This atomization is interesting. With the rise of capitalism and emphasis on hyper-individuality, particularly on the “individual consumer” (now you know why they want all our data), those amorphous things that had previously been seen as collective, that is in people having “a share of the nation’s wealth” be it material or not, has really changed. People used to be psychologically and emotionally invested in creating better communities even if it was of no direct immediate benefit to themselves because they could see that in the long run living in an environment where people cared for one another was a lot less stressful than one where it was “everyone for themselves”.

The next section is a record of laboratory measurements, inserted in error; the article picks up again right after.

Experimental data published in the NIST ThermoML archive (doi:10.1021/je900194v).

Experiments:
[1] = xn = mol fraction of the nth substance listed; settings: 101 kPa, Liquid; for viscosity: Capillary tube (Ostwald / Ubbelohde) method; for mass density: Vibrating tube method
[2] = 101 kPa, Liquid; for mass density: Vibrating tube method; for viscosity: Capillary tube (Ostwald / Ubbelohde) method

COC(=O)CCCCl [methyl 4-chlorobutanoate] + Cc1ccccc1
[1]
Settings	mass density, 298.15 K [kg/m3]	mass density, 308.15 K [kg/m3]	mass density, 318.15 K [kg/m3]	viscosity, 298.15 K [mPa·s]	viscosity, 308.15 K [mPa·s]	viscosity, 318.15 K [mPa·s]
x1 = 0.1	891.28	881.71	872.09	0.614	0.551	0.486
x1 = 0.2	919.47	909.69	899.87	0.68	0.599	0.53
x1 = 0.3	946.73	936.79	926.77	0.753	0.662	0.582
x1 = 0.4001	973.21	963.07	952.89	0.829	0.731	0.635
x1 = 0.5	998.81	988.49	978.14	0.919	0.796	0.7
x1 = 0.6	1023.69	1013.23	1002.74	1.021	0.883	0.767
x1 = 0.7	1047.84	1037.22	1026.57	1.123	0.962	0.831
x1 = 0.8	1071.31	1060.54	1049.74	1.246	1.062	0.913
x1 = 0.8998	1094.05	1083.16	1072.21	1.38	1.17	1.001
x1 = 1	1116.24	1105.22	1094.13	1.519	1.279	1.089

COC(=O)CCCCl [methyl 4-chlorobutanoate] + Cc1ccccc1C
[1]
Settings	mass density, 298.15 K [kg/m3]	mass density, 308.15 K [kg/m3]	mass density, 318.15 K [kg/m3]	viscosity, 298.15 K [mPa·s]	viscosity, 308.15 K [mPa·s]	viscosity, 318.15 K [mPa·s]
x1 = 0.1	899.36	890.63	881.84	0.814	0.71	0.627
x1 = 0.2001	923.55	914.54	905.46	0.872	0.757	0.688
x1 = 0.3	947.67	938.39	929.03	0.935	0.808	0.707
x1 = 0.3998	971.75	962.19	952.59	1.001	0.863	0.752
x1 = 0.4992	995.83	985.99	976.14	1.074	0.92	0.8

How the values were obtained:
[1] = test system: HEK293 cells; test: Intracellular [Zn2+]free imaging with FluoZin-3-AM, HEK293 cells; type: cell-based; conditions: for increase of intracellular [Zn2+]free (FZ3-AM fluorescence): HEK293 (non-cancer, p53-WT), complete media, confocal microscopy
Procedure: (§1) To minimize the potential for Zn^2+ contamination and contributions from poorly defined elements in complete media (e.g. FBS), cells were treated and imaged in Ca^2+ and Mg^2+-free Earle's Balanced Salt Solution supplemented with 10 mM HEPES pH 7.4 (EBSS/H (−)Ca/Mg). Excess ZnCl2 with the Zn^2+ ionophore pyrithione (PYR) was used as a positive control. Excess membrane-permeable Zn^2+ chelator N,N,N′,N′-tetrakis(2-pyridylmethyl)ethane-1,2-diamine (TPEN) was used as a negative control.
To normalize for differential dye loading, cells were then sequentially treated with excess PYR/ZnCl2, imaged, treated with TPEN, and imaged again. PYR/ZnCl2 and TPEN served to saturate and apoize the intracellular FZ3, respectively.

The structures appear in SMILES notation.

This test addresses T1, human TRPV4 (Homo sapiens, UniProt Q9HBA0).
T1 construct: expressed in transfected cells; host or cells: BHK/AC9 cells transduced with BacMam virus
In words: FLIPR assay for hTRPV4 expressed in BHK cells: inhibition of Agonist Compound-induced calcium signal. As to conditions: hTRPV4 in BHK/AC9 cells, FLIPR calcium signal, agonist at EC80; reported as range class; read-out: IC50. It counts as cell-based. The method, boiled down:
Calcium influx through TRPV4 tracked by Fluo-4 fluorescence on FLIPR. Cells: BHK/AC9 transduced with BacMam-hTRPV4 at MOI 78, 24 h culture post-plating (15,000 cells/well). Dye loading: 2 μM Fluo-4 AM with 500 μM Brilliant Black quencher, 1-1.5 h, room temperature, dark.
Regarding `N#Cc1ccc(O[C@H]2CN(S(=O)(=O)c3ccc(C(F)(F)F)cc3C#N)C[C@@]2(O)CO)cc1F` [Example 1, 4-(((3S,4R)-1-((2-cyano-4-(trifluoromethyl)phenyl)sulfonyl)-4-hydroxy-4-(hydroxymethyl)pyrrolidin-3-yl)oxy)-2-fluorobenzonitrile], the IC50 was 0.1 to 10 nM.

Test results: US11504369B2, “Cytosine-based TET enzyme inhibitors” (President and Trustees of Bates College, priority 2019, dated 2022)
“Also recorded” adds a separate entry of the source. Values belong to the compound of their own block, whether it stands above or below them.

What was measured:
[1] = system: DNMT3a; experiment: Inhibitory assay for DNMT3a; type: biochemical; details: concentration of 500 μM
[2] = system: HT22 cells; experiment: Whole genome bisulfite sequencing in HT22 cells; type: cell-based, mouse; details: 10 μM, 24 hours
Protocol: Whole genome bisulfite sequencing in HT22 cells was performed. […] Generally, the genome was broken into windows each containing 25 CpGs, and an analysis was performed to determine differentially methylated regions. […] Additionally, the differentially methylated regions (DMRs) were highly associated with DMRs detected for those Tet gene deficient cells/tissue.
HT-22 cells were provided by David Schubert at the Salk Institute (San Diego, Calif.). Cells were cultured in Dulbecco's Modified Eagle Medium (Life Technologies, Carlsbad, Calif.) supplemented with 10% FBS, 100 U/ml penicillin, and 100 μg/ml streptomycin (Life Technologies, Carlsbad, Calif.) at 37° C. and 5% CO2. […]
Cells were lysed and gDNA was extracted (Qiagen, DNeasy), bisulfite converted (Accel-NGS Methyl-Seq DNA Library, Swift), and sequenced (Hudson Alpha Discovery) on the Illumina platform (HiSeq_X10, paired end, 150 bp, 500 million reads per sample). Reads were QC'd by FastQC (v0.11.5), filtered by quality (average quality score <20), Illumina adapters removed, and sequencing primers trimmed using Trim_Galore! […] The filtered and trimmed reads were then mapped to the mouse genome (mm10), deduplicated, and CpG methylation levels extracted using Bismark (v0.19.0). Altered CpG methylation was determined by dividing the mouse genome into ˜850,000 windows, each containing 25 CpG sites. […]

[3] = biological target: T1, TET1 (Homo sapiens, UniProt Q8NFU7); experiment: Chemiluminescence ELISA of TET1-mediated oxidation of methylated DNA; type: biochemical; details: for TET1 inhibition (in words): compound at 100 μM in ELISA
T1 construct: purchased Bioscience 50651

This is an unfastening of communal bonds, a destruction of the commons, not just material commons but intellectual and emotional. It is often even anti-community where community is seen as a collective project.
Can someone be “happy” while they step over people sleeping on the sidewalk? Can they sleep well knowing kids in the next neighborhood are hungry? If they can, are these the people you really want to be associating with? What happens when your luck runs out? Are they going to be the ones on your doorstep offering to help you?
If you want to join the happiness brigade however but can’t quite fake it well enough yet, you can always go for a makeover. Or at least a few Botox shots.
In a recent New York Times article, Don’t Worry, Get Botox, professor of psychiatriy, Richard A. Friedman, suggests that getting Botox shots to ward off unhappy facial expressions can help cure depression.